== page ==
Reviews of Bangkok Bound

Bangkok Bound

Ellen Boccuzzi, Bangkok Bound

Chiang Mai:  Silkworm Books, 2012.  Pp. viii, 192; English and Thai references, index. 

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Book-length studies of the Mainland Southeast Asian literature still remain too rare. The appearance of Ellen Boccuzzi’s Bangkok Bound thus leads us to release two complimentary reviews, each written by the author of a major forthcoming work in the field of Thai literature and cultural history.

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Reviewed by Martin Platt.

Anytime a new book on Thai literature is published, there is cause for celebration, partly because it is such a rare occurrence, but also because it assures the small group of us who study it that our field of study is not dead.  This is especially true when the new book offers a fresh perspective and useful insights based on careful reading of Thai texts.  Bangkok Bound is unique, at least among books in English on literature in Thai, in that it concentrates on a particular theme, in different works by different authors, rather than on a single author or a single work.(1)  Ellen Boccuzzi here brings to light a significant aspect of modern and contemporary  Thai literature that has up to now received little attention:  the topic of migration.  Her method is to concentrate largely on analyzing the plots and messages of short stories (mostly untranslated, and thus read in the original Thai) from the 1990s and 2000s. She supplements that analysis at times with comments from interviews with the writers themselves.  The book is nicely written and easily read, flowing along smoothly and for the most part not overly freighted with fashionable theory or smothered with too much jargon.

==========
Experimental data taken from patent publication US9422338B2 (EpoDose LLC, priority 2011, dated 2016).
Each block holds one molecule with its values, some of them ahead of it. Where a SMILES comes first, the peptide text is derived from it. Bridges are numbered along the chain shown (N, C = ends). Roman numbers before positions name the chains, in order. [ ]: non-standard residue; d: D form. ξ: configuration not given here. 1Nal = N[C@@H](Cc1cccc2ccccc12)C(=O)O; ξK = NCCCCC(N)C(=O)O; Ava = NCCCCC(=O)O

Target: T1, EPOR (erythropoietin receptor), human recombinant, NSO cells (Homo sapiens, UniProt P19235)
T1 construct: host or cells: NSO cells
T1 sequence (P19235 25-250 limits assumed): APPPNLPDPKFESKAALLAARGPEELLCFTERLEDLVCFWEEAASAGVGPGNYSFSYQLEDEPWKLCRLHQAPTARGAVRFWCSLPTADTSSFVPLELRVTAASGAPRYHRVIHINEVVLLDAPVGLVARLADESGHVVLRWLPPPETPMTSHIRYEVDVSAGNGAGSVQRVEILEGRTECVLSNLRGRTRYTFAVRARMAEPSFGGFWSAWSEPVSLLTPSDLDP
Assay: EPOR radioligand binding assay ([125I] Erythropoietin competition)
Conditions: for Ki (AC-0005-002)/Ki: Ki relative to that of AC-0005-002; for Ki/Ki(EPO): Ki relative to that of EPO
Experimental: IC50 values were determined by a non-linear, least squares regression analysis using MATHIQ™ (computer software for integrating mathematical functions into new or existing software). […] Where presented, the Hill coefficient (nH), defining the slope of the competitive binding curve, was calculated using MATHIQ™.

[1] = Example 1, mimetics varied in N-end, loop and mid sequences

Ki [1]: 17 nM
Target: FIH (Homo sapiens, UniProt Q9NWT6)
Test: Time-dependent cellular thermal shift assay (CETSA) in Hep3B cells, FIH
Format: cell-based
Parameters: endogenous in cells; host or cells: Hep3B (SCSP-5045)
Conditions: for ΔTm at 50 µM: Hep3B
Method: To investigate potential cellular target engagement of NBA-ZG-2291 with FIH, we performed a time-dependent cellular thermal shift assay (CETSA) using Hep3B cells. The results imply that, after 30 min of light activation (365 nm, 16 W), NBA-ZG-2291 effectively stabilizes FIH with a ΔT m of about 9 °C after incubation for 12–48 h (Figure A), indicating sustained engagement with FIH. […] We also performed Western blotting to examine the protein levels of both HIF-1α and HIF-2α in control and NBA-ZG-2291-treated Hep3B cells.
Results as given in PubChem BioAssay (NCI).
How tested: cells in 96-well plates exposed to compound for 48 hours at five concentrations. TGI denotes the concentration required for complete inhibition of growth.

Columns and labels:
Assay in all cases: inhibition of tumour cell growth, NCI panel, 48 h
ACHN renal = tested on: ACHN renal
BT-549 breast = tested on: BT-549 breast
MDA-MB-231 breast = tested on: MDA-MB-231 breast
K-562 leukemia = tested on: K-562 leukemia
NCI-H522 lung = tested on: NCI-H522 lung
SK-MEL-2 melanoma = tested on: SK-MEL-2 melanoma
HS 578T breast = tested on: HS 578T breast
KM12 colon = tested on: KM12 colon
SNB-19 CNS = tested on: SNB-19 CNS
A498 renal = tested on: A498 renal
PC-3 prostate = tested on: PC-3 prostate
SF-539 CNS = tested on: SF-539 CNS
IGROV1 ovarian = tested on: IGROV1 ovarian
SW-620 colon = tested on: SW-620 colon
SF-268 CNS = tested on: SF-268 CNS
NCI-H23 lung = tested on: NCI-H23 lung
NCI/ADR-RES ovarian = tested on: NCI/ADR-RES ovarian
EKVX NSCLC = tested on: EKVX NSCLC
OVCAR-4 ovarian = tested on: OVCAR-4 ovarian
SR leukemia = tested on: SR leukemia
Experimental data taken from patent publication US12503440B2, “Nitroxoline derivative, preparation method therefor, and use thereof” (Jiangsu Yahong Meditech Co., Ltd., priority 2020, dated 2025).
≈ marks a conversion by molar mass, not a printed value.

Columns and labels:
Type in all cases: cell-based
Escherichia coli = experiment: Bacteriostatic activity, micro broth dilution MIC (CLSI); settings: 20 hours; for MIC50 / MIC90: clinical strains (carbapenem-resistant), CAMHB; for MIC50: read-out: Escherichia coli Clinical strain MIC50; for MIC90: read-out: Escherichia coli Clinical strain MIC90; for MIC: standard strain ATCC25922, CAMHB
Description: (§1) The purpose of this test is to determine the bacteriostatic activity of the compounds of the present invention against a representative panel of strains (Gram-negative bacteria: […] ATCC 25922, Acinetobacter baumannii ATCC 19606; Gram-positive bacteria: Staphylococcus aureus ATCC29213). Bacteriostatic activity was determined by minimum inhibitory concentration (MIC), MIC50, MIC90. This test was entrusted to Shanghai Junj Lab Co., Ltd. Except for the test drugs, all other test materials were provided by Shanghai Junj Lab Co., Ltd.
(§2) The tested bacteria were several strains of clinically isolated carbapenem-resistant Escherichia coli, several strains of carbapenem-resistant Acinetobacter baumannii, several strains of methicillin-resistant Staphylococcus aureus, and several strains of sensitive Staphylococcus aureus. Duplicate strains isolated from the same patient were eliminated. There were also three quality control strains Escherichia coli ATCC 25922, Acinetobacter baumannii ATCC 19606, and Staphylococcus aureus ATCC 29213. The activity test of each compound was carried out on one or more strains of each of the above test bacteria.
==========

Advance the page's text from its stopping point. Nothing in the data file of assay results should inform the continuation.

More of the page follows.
The remainder of this review is available here.

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Reviewed by Susan F. Kepner.

Ellen Boccuzzi’s book on the literature of rural-urban migration in Thailand is both fascinating in itself and excellent as a resource for teachers and students of a number of subjects relating to Southeast Asia. In her Introduction, she states that “news stories, songs, soap operas, documentaries …all depict stories of migration with portrayals that range from alarmist to stereotypical to matter-of-fact” (p. 4). Boccuzzi’s own depictions of the rural-urban migration experience are grounded in modern Thai fiction, but this is not simply a collection of translations that reflect migrants’ experiences.

The remainder of this review is available here.